Free time was next which I spent uploading pics & videos on social media on the one women media train. After free time was dinner and then we watched this documentary on the oil trains and rez life on the Swinomish reservation called March Point. The documentary was about three boys who were getting into some trouble with drugs and alchohol and needed to go to rehab. Once they got out they were tasked to make a video as their community service and decided to make a environmental documentary about their rez.
MARCH POINT filmmakers Tracy Rector and Annie Silverstein bring together filmmaking and alternative education through their collaboration with the three young Native Americans. The film assignment sends the boys down a path of historical investigation. Like many young people, Travis, Nick and Cody didn’t know much about their ancestors’ history. By interviewing tribal elders, they learn that most of their land was taken away by the federal government in the Treaty of Point Elliott in 1855, leaving the Swinomish with basic health care, some fishing rights and a small reservation. President Ulysses S. Grant took more land in 1870, a move the tribe considers illegal. Grappling with their assignment through humor, sarcasm and a candid self-knowledge, they begin to experience the need to understand and tell their own stories and to grasp the power of this process to change their lives and give back to their community. MARCH POINT follows the boys’ journey on their path from childhood to adulthood as they come to understand themselves, their tribe and the environmental threat to their people.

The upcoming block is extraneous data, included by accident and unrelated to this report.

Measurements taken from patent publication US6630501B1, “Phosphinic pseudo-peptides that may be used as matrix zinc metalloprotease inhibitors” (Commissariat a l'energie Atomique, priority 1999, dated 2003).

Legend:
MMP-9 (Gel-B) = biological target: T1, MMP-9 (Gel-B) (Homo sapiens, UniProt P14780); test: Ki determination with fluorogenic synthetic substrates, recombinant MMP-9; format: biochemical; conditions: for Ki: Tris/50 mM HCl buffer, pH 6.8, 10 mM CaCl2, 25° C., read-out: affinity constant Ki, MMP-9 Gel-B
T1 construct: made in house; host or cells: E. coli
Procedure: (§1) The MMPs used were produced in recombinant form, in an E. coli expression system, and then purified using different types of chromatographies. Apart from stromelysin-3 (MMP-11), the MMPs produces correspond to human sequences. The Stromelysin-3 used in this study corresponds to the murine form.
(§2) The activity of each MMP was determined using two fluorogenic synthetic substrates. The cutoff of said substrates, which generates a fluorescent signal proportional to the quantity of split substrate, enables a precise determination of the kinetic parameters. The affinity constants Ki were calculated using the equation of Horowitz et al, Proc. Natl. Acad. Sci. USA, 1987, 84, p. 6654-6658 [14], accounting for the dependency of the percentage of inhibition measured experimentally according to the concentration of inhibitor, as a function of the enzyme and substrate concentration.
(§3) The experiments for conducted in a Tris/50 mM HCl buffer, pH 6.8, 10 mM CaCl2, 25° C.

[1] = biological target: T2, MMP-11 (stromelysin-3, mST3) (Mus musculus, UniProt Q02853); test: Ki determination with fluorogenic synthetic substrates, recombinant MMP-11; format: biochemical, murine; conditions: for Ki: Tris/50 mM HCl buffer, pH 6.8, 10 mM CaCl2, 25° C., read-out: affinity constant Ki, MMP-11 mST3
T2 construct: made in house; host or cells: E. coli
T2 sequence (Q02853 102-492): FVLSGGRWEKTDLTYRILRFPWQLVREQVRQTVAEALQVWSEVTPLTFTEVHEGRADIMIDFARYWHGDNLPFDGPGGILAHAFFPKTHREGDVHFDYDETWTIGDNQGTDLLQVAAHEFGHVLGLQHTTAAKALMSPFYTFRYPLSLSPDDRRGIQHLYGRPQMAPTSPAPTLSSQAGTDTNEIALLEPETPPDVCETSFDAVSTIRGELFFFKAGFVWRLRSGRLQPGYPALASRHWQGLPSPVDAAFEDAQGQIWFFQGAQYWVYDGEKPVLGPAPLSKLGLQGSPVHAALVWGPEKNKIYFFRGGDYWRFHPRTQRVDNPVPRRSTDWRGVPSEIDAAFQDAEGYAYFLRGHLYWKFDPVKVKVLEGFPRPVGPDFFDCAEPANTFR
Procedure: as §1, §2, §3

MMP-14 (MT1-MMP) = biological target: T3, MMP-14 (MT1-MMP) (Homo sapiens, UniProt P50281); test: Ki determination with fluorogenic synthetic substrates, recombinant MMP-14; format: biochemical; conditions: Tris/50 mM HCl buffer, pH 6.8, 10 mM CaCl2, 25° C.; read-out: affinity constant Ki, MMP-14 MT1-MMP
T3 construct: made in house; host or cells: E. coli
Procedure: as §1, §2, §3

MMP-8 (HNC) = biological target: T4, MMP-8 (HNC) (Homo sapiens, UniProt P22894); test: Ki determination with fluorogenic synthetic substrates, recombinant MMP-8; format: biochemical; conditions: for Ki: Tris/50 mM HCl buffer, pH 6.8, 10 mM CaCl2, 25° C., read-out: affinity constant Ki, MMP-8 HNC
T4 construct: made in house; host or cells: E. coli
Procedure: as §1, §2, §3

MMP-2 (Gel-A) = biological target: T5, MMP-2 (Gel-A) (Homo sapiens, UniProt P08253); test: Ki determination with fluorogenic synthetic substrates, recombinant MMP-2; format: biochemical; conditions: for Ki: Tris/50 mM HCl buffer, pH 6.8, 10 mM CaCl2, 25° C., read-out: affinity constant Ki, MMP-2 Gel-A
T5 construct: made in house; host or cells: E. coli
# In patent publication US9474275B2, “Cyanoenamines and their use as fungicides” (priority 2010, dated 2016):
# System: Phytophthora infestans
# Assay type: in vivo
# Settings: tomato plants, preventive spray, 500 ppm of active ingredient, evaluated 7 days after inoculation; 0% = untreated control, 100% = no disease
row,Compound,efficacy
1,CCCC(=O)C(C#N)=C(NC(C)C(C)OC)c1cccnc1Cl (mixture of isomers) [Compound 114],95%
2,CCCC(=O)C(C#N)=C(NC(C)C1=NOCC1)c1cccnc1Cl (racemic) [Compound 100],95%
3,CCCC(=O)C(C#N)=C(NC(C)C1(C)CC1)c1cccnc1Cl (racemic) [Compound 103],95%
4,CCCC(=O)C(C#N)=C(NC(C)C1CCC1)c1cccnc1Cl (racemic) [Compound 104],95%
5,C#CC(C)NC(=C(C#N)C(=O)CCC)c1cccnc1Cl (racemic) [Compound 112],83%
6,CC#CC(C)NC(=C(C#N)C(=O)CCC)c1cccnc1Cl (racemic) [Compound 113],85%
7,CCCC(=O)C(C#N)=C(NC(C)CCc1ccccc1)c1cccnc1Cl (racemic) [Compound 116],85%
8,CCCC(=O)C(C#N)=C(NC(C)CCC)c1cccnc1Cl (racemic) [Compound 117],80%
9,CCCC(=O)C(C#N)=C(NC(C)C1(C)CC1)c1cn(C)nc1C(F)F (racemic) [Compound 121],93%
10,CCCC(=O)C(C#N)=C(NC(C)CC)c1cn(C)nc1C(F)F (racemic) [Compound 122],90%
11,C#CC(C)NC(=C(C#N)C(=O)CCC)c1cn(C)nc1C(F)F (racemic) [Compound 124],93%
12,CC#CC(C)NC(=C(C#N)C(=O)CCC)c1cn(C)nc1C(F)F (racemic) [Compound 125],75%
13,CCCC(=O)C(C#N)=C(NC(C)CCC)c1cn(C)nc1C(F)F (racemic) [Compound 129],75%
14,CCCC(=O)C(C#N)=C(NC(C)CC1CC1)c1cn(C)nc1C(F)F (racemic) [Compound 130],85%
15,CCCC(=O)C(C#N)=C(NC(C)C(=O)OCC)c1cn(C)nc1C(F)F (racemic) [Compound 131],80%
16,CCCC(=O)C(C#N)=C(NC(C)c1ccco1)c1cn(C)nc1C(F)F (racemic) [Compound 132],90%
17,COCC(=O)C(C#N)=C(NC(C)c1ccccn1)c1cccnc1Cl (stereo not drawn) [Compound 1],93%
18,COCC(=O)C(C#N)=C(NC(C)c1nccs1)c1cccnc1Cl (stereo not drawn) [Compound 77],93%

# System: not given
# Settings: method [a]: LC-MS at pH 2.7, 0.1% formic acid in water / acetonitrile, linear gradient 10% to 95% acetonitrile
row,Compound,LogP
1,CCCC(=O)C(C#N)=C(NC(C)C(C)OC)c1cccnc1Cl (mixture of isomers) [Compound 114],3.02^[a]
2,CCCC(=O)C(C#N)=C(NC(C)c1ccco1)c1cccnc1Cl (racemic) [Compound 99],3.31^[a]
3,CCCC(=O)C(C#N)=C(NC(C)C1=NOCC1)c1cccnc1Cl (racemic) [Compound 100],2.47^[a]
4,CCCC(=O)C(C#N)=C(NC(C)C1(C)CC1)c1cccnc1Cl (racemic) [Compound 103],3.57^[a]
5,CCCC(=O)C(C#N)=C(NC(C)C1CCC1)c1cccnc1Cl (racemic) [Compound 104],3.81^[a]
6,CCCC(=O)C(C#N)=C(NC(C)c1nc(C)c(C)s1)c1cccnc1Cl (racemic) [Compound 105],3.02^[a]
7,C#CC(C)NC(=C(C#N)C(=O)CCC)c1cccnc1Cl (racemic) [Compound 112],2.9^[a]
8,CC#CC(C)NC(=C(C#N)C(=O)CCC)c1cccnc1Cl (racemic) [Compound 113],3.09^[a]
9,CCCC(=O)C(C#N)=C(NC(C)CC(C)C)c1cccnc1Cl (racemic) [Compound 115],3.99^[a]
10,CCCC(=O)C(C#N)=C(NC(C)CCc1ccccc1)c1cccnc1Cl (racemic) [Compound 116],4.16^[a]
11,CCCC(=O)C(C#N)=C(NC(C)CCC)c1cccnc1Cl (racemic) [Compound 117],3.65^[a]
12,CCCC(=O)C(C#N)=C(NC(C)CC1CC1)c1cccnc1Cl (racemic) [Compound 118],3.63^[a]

Something I learned about after this film is that the oil trains come through almost every state in the US so even if you don’t live in Washington state you are most likely affected by these trains which is sad.
On the way back to the dorms Travis, Gera, Eve, Irena from Food What?! in Santa Cruz, CA and myself found this fallen tree that had tuns of cedar on it so we did a little ceremony and had a ceder picking party which was a great way to end the night.